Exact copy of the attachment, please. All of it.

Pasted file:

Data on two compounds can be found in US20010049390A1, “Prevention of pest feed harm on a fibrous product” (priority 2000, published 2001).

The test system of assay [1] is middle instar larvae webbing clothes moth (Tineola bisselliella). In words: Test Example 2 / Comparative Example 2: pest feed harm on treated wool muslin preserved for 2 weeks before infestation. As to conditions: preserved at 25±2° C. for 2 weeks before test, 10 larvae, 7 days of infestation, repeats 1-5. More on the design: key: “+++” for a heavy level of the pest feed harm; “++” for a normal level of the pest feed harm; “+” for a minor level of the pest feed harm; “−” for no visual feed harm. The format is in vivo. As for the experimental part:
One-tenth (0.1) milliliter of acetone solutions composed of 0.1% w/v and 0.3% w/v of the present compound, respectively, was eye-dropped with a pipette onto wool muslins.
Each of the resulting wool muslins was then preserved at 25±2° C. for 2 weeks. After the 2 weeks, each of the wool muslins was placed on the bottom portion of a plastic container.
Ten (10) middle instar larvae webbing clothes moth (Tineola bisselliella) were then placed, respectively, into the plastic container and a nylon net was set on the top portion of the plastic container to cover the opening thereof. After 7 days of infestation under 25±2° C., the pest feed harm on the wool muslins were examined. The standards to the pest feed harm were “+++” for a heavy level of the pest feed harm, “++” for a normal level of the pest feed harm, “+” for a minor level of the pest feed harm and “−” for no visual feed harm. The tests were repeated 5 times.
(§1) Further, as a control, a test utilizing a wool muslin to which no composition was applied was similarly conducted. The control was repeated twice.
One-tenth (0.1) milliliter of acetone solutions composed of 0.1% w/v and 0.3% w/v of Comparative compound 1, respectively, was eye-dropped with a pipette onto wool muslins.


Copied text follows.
Data on two compounds can be found in US20010049390A1, “Prevention of pest feed harm on a fibrous product” (priority 2000, published 2001).

The test system of assay [1] is middle instar larvae webbing clothes moth (Tineola bisselliella). In words: Test Example 2 / Comparative Example 2: pest feed harm on treated wool muslin preserved for 2 weeks before infestation. As to conditions: preserved at 25±2° C. for 2 weeks before test, 10 larvae, 7 days of infestation, repeats 1-5. More on the design: key: “+++” for a heavy level of the pest feed harm; “++” for a normal level of the pest feed harm; “+” for a minor level of the pest feed harm; “−” for no visual feed harm. The format is in vivo. As for the experimental part:
One-tenth (0.1) milliliter of acetone solutions composed of 0.1% w/v and 0.3% w/v of the present compound, respectively, was eye-dropped with a pipette onto wool muslins.
Each of the resulting wool muslins was then preserved at 25±2° C. for 2 weeks. After the 2 weeks, each of the wool muslins was placed on the bottom portion of a plastic container.
Ten (10) middle instar larvae webbing clothes moth (Tineola bisselliella) were then placed, respectively, into the plastic container and a nylon net was set on the top portion of the plastic container to cover the opening thereof. After 7 days of infestation under 25±2° C., the pest feed harm on the wool muslins were examined. The standards to the pest feed harm were “+++” for a heavy level of the pest feed harm, “++” for a normal level of the pest feed harm, “+” for a minor level of the pest feed harm and “−” for no visual feed harm. The tests were repeated 5 times.
(§1) Further, as a control, a test utilizing a wool muslin to which no composition was applied was similarly conducted. The control was repeated twice.
One-tenth (0.1) milliliter of acetone solutions composed of 0.1% w/v and 0.3% w/v of Comparative compound 1, respectively, was eye-dropped with a pipette onto wool muslins.